PROVO — Before she perished in a car wreck in April, 2-year-old Chelsea Parkinson hated when anyone around her was angry, her mother recalled Thursday.
So her family has chosen to set aside resentment and forgive the driver of a utility truck who failed to brake, slamming into their station wagon as it waited to turn left in Provo.
"Why should we be any different (than Chelsea)? Why is it OK if we are so full of anger and hatred?" Caitlin Parkinson said. "That would just drive us away from her and her memory."
The Parkinson family urged a judge not to order jail time for 38-year-old Rick Davis Winder, the Pleasant Grove maintenance worker whose 9,000-pound truck drifted across traffic. The Parkinsons noted Winder has a family of his own.
Fourth District Judge James Taylor obliged. He sentenced Winder to two years of probation, along with 400 hours of community service.
Winder in October pleaded guilty to negligent homicide, a class A misdemeanor. As part of a plea bargain with prosecutors and in exchange for the guilty plea, three counts of aggravated assault, a second-degree felony, were dismissed.
The Parkinsons, who were visiting from Colorado at the time of the crash, previously met with Winder at the Provo Library and forgave him after seeing his remorse firsthand, they said. Winder expressed regret on Thursday, as well.
"There's not a day that goes by that I don't wish I could take that little girl's place," he said just before the judge issued the sentence.
On April 15, police said, Winder was driving the truck for the city of Pleasant Grove when he veered into the center lane where three cars were stopped at the traffic light waiting to turn left, court documents show.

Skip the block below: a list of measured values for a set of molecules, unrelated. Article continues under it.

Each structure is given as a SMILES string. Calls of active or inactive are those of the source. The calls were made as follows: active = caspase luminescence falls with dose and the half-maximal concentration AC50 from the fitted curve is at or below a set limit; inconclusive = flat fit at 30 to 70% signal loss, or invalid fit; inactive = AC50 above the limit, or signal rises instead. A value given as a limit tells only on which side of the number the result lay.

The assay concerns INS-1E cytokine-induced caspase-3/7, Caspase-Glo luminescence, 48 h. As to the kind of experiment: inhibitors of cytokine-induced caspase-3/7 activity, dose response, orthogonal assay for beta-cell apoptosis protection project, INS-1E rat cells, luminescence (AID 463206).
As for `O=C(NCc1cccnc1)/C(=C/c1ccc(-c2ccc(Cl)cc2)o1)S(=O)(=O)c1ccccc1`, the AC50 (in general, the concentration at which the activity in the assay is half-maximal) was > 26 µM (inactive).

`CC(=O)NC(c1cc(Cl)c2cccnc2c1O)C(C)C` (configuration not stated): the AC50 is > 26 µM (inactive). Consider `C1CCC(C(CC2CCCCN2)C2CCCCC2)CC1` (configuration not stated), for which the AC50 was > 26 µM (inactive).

He crashed into the back of a station wagon at approximately 55 miles per hour at the intersection of 3700 North and University Avenue, killing 2-year-old Chelsea Parkinson and injuring her 7-month-old sister, her 31-year-old father and 30-year-old mother.
Prosecutors said each suffered "significant head trauma," leading to a temporary medically induced coma for Caitlin Parkinson. Reed Parkinson also had broken ribs and a spinal fracture.
Investigators said Winder offered different accounts of why his 9,000-pound truck drifted across traffic. Winder told a doctor "he may have dozed off," but told police "he had been distracted by his fiancée … when she placed her hand on his shoulder and he turned to kiss her hand," the charges state.
His attorney, Steve Burton, said after the hearing his client doesn't remember making such statements. Winder or the doctor may have speculated to police about what happened, he said.
"As far as we can tell, it was simply that Rick briefly took his eyes off the road and drifted over into the next lane," Burton said. And Winder has no memory of the crash.
Police initially reported that Winder tested positive for oxycodone shortly after the accident. Burton said he believes the determination was incorrect.10 comments on this story
Winder had prescriptions for pain medications but tests did not reveal drug levels high enough to indicate impairment, Burton said. His client has no criminal history, Burton added, yet has lost his maintenance job with Pleasant Grove.
As the girl's family members hugged each other and cried outside the courtroom on Thursday, Reed Parkinson said the family misses Chelsea very much and continues to grieve.
"But we realized that Rick is a real person, he is a human being," he said. "It took a little while to realize that, but once we did, we were able to forgive him."